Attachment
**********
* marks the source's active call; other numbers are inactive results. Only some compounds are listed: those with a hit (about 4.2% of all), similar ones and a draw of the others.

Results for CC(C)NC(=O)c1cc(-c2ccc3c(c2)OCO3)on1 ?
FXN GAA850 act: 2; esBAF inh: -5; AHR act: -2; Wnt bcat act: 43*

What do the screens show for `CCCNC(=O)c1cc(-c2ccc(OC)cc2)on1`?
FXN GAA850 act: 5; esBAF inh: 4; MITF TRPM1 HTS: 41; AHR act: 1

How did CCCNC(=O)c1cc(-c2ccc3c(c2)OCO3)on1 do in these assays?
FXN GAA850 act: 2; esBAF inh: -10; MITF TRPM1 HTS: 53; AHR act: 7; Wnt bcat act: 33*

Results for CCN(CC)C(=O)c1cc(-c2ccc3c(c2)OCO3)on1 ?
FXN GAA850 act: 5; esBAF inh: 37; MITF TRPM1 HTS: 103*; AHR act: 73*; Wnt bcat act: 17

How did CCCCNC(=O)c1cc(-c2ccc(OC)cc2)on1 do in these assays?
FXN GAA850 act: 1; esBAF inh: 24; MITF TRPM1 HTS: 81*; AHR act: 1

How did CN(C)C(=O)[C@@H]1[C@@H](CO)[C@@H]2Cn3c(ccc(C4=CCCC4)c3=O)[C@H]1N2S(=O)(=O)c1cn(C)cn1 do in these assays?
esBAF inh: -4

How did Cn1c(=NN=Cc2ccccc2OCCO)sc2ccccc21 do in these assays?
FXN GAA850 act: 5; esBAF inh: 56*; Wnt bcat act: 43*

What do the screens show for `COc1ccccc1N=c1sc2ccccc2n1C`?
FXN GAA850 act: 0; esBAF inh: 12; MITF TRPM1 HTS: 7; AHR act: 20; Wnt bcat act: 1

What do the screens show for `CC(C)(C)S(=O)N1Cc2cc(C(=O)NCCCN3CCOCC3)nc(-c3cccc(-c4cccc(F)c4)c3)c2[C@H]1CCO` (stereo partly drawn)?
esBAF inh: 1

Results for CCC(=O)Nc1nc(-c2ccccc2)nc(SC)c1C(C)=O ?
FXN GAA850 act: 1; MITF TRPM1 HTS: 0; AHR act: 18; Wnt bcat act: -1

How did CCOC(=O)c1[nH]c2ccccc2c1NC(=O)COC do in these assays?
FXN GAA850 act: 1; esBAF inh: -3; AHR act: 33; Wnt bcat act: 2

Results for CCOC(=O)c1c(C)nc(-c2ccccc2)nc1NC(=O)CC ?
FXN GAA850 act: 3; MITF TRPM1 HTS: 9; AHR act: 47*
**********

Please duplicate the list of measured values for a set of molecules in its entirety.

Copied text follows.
* marks the source's active call; other numbers are inactive results. Only some compounds are listed: those with a hit (about 4.2% of all), similar ones and a draw of the others.

Results for CC(C)NC(=O)c1cc(-c2ccc3c(c2)OCO3)on1 ?
FXN GAA850 act: 2; esBAF inh: -5; AHR act: -2; Wnt bcat act: 43*

What do the screens show for `CCCNC(=O)c1cc(-c2ccc(OC)cc2)on1`?
FXN GAA850 act: 5; esBAF inh: 4; MITF TRPM1 HTS: 41; AHR act: 1

How did CCCNC(=O)c1cc(-c2ccc3c(c2)OCO3)on1 do in these assays?
FXN GAA850 act: 2; esBAF inh: -10; MITF TRPM1 HTS: 53; AHR act: 7; Wnt bcat act: 33*

Results for CCN(CC)C(=O)c1cc(-c2ccc3c(c2)OCO3)on1 ?
FXN GAA850 act: 5; esBAF inh: 37; MITF TRPM1 HTS: 103*; AHR act: 73*; Wnt bcat act: 17

How did CCCCNC(=O)c1cc(-c2ccc(OC)cc2)on1 do in these assays?
FXN GAA850 act: 1; esBAF inh: 24; MITF TRPM1 HTS: 81*; AHR act: 1

How did CN(C)C(=O)[C@@H]1[C@@H](CO)[C@@H]2Cn3c(ccc(C4=CCCC4)c3=O)[C@H]1N2S(=O)(=O)c1cn(C)cn1 do in these assays?
esBAF inh: -4

How did Cn1c(=NN=Cc2ccccc2OCCO)sc2ccccc21 do in these assays?
FXN GAA850 act: 5; esBAF inh: 56*; Wnt bcat act: 43*

What do the screens show for `COc1ccccc1N=c1sc2ccccc2n1C`?
FXN GAA850 act: 0; esBAF inh: 12; MITF TRPM1 HTS: 7; AHR act: 20; Wnt bcat act: 1

What do the screens show for `CC(C)(C)S(=O)N1Cc2cc(C(=O)NCCCN3CCOCC3)nc(-c3cccc(-c4cccc(F)c4)c3)c2[C@H]1CCO` (stereo partly drawn)?
esBAF inh: 1

Results for CCC(=O)Nc1nc(-c2ccccc2)nc(SC)c1C(C)=O ?
FXN GAA850 act: 1; MITF TRPM1 HTS: 0; AHR act: 18; Wnt bcat act: -1

How did CCOC(=O)c1[nH]c2ccccc2c1NC(=O)COC do in these assays?
FXN GAA850 act: 1; esBAF inh: -3; AHR act: 33; Wnt bcat act: 2

Results for CCOC(=O)c1c(C)nc(-c2ccccc2)nc1NC(=O)CC ?
FXN GAA850 act: 3; MITF TRPM1 HTS: 9; AHR act: 47*